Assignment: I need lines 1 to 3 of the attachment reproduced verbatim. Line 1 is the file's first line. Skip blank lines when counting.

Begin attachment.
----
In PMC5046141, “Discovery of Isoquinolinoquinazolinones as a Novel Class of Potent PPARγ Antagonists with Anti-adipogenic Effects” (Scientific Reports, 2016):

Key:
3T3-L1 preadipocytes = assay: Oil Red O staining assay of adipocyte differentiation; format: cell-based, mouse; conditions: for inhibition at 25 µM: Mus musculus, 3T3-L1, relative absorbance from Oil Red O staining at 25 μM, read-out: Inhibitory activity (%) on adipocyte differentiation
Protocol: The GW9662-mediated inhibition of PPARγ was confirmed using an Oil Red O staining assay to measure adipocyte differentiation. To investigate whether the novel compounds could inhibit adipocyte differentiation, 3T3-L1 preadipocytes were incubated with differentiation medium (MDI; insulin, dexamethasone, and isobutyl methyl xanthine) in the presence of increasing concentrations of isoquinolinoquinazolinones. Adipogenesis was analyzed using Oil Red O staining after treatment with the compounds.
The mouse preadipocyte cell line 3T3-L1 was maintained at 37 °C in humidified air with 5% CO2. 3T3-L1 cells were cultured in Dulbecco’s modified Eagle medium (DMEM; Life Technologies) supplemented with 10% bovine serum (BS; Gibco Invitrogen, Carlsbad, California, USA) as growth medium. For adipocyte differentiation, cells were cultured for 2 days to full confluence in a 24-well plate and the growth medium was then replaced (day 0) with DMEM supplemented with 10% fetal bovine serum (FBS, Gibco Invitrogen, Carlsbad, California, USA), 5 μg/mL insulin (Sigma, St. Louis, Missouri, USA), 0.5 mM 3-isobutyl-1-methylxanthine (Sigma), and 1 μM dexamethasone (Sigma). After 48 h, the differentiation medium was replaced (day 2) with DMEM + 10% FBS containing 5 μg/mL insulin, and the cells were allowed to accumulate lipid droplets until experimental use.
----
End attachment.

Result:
In PMC5046141, “Discovery of Isoquinolinoquinazolinones as a Novel Class of Potent PPARγ Antagonists with Anti-adipogenic Effects” (Scientific Reports, 2016):

Key:
3T3-L1 preadipocytes = assay: Oil Red O staining assay of adipocyte differentiation; format: cell-based, mouse; conditions: for inhibition at 25 µM: Mus musculus, 3T3-L1, relative absorbance from Oil Red O staining at 25 μM, read-out: Inhibitory activity (%) on adipocyte differentiation